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Ever since the Lotus Esprit V8 went out of production in 2004, Lotus has been exclusively using Toyota engines for its cars. While these motors have provided power and reliability, many customers of the brand feel that the company should have its own engines. After all, can you imagine a Ferrari being powered by anything other than their own engines?
Dany Bahar, CEO of Lotus agrees and wishes to develop engines bespoke for its automobiles. Since Lotus is delaying the Elan, the funds earmarked for that car can now be used towards developing new engines.
Bahar said, “This is a big [financial] hit because it’s expensive to do an engine. But because the Elan is not happening now we have got capital expenditure headroom for engine development.”
The work on these new engines has already began, and the first prototype V8 should breathe into life by this July. Power output is expected to be around the 570-hp mark, to compete with the likes of Ferrari.
The push for these new engines came from an internet survey Lotus conducted in which 10,000 people took part. The majority favored Lotus to put their efforts behind their own engines.
The plan is to design a modular V8 which can spawn a four-cylinder engine also for use in the next Elise. However, if that doesn’t work out, they will continue using Toyota engines.
Expect the first of the new breed of Lotus road cars to hit the streets by 2013.
The hybrid engine that first appeared in the Lotus Evora 414E concept is supposedly attracting interest from 3 major manufacturers, according, according to a Lotus official.
Chief project engineer Lee Jeffcoat told Inside Line that there is interest from “several OEMS in 5,000-10,000 units annually, for a potential annual output of 30,000 engines,” as well as smaller companies looking for 1,000 engines per year.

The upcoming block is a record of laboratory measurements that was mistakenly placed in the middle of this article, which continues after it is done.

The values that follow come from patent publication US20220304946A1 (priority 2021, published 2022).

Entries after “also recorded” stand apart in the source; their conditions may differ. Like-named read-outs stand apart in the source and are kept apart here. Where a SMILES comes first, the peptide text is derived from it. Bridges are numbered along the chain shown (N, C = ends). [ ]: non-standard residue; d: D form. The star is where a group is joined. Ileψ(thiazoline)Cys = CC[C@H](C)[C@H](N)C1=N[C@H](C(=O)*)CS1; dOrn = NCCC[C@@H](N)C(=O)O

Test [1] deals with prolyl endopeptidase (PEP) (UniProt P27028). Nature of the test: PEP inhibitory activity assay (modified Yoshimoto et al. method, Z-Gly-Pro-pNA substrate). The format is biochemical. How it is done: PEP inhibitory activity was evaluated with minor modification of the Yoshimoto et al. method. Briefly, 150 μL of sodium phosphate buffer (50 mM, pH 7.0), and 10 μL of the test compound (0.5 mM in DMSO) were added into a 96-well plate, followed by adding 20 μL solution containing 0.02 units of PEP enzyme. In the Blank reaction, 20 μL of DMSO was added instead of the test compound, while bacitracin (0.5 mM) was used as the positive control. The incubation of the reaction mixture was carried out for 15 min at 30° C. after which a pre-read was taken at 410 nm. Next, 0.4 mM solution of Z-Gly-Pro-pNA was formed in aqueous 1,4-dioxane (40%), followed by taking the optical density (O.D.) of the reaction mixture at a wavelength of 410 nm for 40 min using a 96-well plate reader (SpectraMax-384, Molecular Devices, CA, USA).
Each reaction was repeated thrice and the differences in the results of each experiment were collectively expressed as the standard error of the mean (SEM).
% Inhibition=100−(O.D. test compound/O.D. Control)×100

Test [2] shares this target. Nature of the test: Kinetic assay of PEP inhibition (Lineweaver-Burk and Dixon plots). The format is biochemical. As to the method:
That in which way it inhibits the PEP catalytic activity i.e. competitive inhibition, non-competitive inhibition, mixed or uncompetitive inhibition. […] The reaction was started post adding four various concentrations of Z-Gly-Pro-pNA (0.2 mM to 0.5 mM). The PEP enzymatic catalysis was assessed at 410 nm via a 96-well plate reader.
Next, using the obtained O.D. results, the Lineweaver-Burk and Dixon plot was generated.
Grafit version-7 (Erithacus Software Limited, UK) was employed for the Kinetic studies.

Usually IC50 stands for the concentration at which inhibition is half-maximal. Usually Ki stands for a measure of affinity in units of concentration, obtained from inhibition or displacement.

Among the unique features on the engine are an intake manifold pipes cast into the block, a vestige from the original prototype that used a combined head and block. The engine is capable of forced induction, but a supercharger apparently provides greater results. The engine can be packaged in nearly any configuration, and displacement has grown from 1.2L to 1.3L and now makes 47 horsepower, or 67 with the aide of a supercharger.
[Source: Inside Line]
There might not be a larger void between two automakers than the British brands Lotus and Rolls-Royce. One focuses on bare-bones sports cars, while the other epitomizes excessive luxury. But when Rolls-Royce decided to push ahead with plans to create an electric car concept, it went straight to the engineering minds at Lotus.
On display at the Geneva Auto Show, the Rolls-Royce 102EX, or Experimental Electric, utilizes Lotus technology, although the results are rather underwhelming. Rolls-Royce is using this car to see if there’s a market for an electric version of its super luxury saloon, but with a 0-62 mph time of “under eight seconds,” it’s hard to be impressed – especially when the standard V12-powered car does it in just 5.7 seconds. The reason for the more sedate acceleration might be that the two electric motors, which combine to make 290 kW and 590 lb-ft of torque, are powered by a lithium-ion battery pack that weighs, wait for it… 1,411 lbs.
Rolls will take the 102EX on a world-wide tour this year to gauge interest from potential customers. If they don’t ship it, however, it might just take all year to drive around the world with a range of 124 miles between charges.